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Niger. What is happening in this country, what is the significance of a military coup d’état and the overthrow of a democratic president

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A coup d’état and the overthrow of the democratic president of Niger could have serious consequences for the order in that country. In addition, however, Niger is an important country for several strategic reasons for the democratic West. We explain how the coup took place and what consequences this military mutiny may have in the future, including for Europe.

Niger’s president, Mohamed Bazoum, has been removed from power – said a group of officers in a speech broadcast on state television on Wednesday night. Bazoum was the first democratically elected head of state since becoming over Niger independence from France in 1960.

READ ALSO: Coup in Niger a ‘geopolitical mystery’

Military coup in NigerISSIFOU DJIBO/PAP/EPA

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Who started the coup

The coup d’état was launched on Wednesday by the same people who were supposed to protect and maintain Bazoum’s office – the presidential guard who kept watch outside his palace. Initially, the situation seemed to be under control, and the army sided with the president. However, on the night of Wednesday to Thursday, a group of 10 officers – presenting themselves as members of the “National Council to Save the Fatherland” – appeared on state television, where their representative read out a statement that Mohamed Bazoum had been removed from power, the country’s borders were closed and a curfew was announced.

A group of officers announced that President Mohamed Bazoum had been removed from powerReuters

Niger’s military command supported the coup d’état and the overthrow of the president, saying that the most important thing was to avoid bloodshed and destabilize the country.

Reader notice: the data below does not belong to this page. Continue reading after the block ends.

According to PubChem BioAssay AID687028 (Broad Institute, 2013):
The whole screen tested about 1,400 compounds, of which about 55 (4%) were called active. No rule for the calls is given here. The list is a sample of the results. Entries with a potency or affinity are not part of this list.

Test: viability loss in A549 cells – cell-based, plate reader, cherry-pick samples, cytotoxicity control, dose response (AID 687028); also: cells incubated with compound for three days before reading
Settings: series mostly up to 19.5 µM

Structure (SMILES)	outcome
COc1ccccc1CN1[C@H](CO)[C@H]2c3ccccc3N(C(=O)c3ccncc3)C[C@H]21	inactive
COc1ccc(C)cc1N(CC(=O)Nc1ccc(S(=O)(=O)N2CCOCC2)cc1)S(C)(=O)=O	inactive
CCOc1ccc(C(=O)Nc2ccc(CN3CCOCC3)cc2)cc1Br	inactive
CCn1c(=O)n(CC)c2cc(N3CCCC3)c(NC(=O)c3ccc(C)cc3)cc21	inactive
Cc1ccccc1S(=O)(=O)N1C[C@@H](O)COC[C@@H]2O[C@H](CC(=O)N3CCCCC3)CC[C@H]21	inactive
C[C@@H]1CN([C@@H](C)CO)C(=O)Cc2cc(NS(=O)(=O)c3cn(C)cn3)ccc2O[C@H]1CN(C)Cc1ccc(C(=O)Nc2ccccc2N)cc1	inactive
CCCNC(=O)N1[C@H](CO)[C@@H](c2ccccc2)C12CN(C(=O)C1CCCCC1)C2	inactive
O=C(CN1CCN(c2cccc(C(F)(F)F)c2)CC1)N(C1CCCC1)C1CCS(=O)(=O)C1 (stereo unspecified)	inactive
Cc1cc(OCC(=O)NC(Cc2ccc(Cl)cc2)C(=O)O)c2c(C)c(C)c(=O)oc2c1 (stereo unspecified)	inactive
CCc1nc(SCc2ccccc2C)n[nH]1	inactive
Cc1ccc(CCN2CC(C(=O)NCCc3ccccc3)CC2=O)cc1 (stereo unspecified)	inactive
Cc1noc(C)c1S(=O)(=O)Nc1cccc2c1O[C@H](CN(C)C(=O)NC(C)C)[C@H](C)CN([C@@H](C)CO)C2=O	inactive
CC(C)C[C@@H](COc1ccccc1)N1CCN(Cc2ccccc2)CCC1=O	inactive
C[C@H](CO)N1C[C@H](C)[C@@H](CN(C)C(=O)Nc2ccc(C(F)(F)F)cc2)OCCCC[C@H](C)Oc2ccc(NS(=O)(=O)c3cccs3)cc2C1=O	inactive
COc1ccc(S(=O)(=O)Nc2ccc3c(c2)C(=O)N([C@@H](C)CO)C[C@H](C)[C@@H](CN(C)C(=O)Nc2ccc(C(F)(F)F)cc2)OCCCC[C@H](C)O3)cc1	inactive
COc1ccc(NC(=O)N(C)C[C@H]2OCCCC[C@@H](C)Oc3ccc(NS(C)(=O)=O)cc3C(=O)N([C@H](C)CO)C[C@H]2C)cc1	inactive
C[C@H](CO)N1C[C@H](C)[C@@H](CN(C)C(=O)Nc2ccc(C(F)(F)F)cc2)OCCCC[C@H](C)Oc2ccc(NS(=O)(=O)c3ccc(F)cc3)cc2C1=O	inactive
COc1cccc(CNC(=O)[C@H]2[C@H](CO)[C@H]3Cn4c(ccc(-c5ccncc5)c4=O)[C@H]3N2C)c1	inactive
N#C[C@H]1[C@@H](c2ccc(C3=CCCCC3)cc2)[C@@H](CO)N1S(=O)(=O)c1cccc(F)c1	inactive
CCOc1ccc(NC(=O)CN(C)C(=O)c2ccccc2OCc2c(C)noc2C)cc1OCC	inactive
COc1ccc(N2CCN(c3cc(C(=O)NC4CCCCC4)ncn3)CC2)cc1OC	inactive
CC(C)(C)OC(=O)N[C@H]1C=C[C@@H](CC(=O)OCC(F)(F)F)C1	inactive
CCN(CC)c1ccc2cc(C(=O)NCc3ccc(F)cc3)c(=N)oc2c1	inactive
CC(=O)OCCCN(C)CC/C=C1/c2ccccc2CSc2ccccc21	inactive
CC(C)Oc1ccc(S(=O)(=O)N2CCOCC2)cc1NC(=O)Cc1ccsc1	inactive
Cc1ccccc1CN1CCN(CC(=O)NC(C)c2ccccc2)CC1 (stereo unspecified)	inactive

He became the leader of the junta General Abdourahamane Tchiani announced on Friday.

Mohamed BazoumJEROME LABEUR/EPA/PAP

What’s going on with Bazoum

The deposed president has been held in the presidential palace in the country’s capital, Niamey, since Wednesday. He has the ability to contact the outside world via telephone and the Internet.

Why there was a coup

The rebels cited the “deteriorating security situation and bad governance” as the reason for the overthrow of the president. In Mali and Burkina Faso, which border Niger, aggressive Islamist groups have the upper hand, controlling most of their territories and carrying out their attacks. For this reason, unrest is growing in Niger.

They also contribute to instability in the region climate changeswhich are causing the desertification of this area.

Why the situation in Niger is important to other countries

Niger is a country located in West Africa, inhabited by about 15 million people. According to UN data, it is one of the poorest countries in the world.

At the same time, it is a key part of the African region called the Sahel – an area along the southern edge of the Sahara, stretching from the Atlantic Ocean to the Red Sea. The area is plagued by jihadists and military regimes and is plagued by droughts. There are difficult living conditions there, including a shortage of drinking water.

As the largest country in West Africa, Niger is a leading country in many respects. Politically it has been seen as a bastion of relative democratic stability in the region in recent years.

Is also strategically important countrybecause there are French and American military bases there. The country has been a key partner for the West in fighting Islamist rebels affiliated with the so-called Islamic State or Al-Qaeda and stopping the spread of Russian influence in the region.